I work at a hospital (but not in nursing) but am aware of hiring trends and I would concur to get into a four year program for a BSN. Nursing school is extremely competitive so ask around and see what your best bet is to get in. That might mean taking science courses at a community college, etc before applying. Once in nursing school, check around at the local hospitals and see if they have a Nurse Tech program. We hire dozens of nursing students each year to be nurse techs and these techs have first dibs on staff positions after graduation.
  6. numbers123

    numbers123 Well-Known Member

    IME, A BSN is an entry level position for a hospital job as a new grad - if you have been working as a nurse for sometime, you might be hired with a diploma or AD degree, but new hires BSN or even MSN. If you have a BS degree, it is possible to do an accelerated nursing degree. But be aware that those programs are extremely intense and as my niece says - gives you little time for a social life. They take about 18 months to complete.

    Princess is correct - Kaplan, ITT tech, some community college programs do not have a clinical site to do the clinical component. That is a question to ask when researching any programs: Where do you have clinical sites at? who is my clinical instructor - nursing facility are aging (I think the median age is 49) and often are no longer the most technically proficient practicing nurse, most colleges in my area are contracting with the hospital that provides clinical experiences to use their own staff as the clinical preceptor.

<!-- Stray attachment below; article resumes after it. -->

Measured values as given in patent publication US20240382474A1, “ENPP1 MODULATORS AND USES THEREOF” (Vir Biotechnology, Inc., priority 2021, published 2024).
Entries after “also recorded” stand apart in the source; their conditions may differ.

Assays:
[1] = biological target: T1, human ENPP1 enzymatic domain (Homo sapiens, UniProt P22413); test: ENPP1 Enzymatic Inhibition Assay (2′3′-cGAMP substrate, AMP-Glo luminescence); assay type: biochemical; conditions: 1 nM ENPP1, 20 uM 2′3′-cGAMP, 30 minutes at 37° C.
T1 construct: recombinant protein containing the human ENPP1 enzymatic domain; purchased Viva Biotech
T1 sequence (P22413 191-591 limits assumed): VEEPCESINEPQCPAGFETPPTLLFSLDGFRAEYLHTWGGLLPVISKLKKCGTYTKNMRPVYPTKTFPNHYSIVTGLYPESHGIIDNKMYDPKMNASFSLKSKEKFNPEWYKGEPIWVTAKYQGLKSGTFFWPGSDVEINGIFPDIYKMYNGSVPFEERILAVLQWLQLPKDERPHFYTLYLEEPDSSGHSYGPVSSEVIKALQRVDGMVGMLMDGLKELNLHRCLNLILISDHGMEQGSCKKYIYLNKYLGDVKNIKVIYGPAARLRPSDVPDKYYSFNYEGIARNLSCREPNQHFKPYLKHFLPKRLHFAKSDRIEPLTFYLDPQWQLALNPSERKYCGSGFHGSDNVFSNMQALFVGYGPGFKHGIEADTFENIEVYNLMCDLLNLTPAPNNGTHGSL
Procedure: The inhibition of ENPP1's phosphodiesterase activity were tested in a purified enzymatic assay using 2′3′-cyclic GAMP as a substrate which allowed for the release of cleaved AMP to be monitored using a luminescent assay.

If possible find someone at the clinical practice site to ask how they perceive students/instructors from that particular program. Ask the state board the passing boards on first application percentages from the college that you are considering.

    If you want a taste of the nursing world, you might enroll in the LVN or LPN program. It is generally an 16-18 month course completion. You pass boards to practice, but you also get a taste of what nursing can be with less investment up front. Many BSN enrolled students will complete the LVN/LPN degree so that they can work and go to school. Most LPNs will be hired in a skilled nursing facility (aka nursing homes).
  7. rfisher

    rfisher Will you rise like a phoenix or be a burnt chicken

    If you really are interested in this, I'd just go straight for the BSN degree rather than spend time and money on an LPN or CNA. I think you'd be ahead in the long run. I would, however, recommend you get your science course requirements (anatomy, micro, physiology, chemistry) out of the way before enrolling in the nursing program. Many will let you do them concurrently, but many, many students struggle. An alternative option is looking for a degree in health administration which would tie in very well with your MBA. Or even a public health program.
  8. ilovepaydays

    ilovepaydays Well-Known Member

    Like I said earlier, I thinking about a lot of things. I have been trying to get a job in Finance/Administration at a hospital or in healthcare and I have the experience, but I think they want experience in health care. Not sure how I can break in unless I get lucky.
  9. GarrAarghHrumph

    GarrAarghHrumph I can kill you with my brain

    Others have already discussed the reasons why you should enter a Bachelors degree program, so I won't belabour those points. Instead, I'll focus on how to do that.